Data processing and analysis: This can be complicated, entries need to be checked before encoding (Guinea, the Philippines). Analyses need to be done by knowledgeable people. In addition, another important point was to ensure that the chosen indicators really did measure the implementation and achievements of the policy. To establish clear links between the indicators and the implementation and impact of the policy was sometimes difficult (Zimbabwe). Most of the teams emphasized the need for a sustainable team to carry out the task regularly and to have the process incorporated into the regular activities (Mali, the Philippines, Zimbabwe). However, this is not always easy when financial and human resources are scarce.
Data presentation: The presentation of the results to the various target groups is not always easy; too many badly explained data do not attract attention. It was however not always feasible for the teams to present their data in a user friendly format, this was due to lack of time, lack of knowledge of some of the opportunities offered by the computers, etc.
(b) Suggestions to improve the method
The participants classified the problems they faced during the implementation of the indicator exercise in three groups: problems linked with the indicators themselves, sampling issues and calculation of the basket of drugs. The paragraphs below are the summary of the conclusions of each working group.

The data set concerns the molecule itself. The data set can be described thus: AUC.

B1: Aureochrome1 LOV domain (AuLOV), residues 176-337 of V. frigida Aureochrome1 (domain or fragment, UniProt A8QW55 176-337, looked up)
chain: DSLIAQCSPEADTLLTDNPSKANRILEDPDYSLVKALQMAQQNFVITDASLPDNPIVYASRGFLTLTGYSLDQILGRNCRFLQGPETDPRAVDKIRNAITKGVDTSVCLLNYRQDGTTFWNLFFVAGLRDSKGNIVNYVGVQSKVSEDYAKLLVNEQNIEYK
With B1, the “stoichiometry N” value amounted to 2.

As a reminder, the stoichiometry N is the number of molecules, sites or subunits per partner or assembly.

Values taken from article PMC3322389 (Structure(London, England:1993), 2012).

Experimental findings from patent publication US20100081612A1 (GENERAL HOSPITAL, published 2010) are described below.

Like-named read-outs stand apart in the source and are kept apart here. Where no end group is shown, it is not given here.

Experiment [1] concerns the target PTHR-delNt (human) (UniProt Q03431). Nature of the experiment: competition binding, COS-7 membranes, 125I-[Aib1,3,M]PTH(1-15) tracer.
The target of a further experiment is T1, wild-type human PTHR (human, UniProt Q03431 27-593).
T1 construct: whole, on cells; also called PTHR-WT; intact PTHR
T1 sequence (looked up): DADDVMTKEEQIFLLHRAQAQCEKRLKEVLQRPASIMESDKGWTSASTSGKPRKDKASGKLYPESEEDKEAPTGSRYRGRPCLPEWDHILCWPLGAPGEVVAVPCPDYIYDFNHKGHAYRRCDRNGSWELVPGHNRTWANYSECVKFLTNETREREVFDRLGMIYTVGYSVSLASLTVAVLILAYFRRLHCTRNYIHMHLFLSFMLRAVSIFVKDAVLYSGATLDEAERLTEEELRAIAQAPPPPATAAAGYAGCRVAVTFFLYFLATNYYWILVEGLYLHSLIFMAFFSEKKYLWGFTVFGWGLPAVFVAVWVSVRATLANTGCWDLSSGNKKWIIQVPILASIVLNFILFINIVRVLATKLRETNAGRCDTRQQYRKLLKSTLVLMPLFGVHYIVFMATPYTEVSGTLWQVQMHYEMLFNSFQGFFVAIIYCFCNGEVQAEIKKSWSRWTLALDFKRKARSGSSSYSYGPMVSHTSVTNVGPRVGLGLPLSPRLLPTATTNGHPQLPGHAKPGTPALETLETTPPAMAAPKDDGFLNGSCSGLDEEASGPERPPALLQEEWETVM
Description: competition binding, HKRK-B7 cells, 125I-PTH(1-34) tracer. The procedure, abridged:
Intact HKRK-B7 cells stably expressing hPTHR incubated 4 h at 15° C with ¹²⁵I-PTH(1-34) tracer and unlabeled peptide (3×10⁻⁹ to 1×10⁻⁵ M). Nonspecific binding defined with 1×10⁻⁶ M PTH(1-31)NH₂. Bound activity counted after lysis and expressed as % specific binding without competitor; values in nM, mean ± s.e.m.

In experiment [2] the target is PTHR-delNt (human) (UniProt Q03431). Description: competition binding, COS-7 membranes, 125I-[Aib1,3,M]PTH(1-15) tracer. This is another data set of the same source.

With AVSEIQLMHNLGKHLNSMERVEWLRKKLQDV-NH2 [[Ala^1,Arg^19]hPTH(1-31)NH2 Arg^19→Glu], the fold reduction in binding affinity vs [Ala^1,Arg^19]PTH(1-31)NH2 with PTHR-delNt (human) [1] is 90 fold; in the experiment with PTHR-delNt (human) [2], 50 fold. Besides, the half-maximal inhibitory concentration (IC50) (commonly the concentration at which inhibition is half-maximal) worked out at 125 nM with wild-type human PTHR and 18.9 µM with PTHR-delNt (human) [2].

Working group on indicators: The group reviewed all the indicators and provided detailed comments on each category of indicators described in the WHO manual. It was emphasized that before any move was made to use indicators, it was necessary to ask the question "What do we want to measure in relation to our policy? and why?".
For the background indicators, the group recommended to use data from the International Monetary Fund, the World Bank and national official publications as they provide reliability over time and facilitate comparison between countries. For data not available from these organizations, it is important to remember that it is not the "last" decimal which matters as the objective of these indicators is to provide the broad context and to identify trends. A number of suggestions to facilitate the applications of all the indicators were identified and presented at the plenary session.
Working group on sampling: The group reviewed the problems associated with sampling in the NDP surveys. It took the cases of the Philippines, Thailand, Viet Nam and Zambia as examples.